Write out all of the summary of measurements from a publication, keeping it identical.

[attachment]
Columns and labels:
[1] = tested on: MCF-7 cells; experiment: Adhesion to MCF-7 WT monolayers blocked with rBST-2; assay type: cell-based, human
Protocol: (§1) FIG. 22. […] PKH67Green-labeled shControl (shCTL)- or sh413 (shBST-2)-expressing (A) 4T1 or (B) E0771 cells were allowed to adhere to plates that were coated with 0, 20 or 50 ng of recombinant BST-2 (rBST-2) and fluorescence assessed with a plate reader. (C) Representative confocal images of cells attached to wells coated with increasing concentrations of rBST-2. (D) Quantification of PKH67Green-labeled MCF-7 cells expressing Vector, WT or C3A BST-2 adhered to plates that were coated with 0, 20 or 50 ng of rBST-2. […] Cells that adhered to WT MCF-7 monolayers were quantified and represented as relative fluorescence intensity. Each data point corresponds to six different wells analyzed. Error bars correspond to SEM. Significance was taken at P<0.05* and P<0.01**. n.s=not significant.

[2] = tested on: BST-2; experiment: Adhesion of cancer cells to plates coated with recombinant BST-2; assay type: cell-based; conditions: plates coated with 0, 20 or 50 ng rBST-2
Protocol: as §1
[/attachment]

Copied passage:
Columns and labels:
[1] = tested on: MCF-7 cells; experiment: Adhesion to MCF-7 WT monolayers blocked with rBST-2; assay type: cell-based, human
Protocol: (§1) FIG. 22. […] PKH67Green-labeled shControl (shCTL)- or sh413 (shBST-2)-expressing (A) 4T1 or (B) E0771 cells were allowed to adhere to plates that were coated with 0, 20 or 50 ng of recombinant BST-2 (rBST-2) and fluorescence assessed with a plate reader. (C) Representative confocal images of cells attached to wells coated with increasing concentrations of rBST-2. (D) Quantification of PKH67Green-labeled MCF-7 cells expressing Vector, WT or C3A BST-2 adhered to plates that were coated with 0, 20 or 50 ng of rBST-2. […] Cells that adhered to WT MCF-7 monolayers were quantified and represented as relative fluorescence intensity. Each data point corresponds to six different wells analyzed. Error bars correspond to SEM. Significance was taken at P<0.05* and P<0.01**. n.s=not significant.

[2] = tested on: BST-2; experiment: Adhesion of cancer cells to plates coated with recombinant BST-2; assay type: cell-based; conditions: plates coated with 0, 20 or 50 ng rBST-2
Protocol: as §1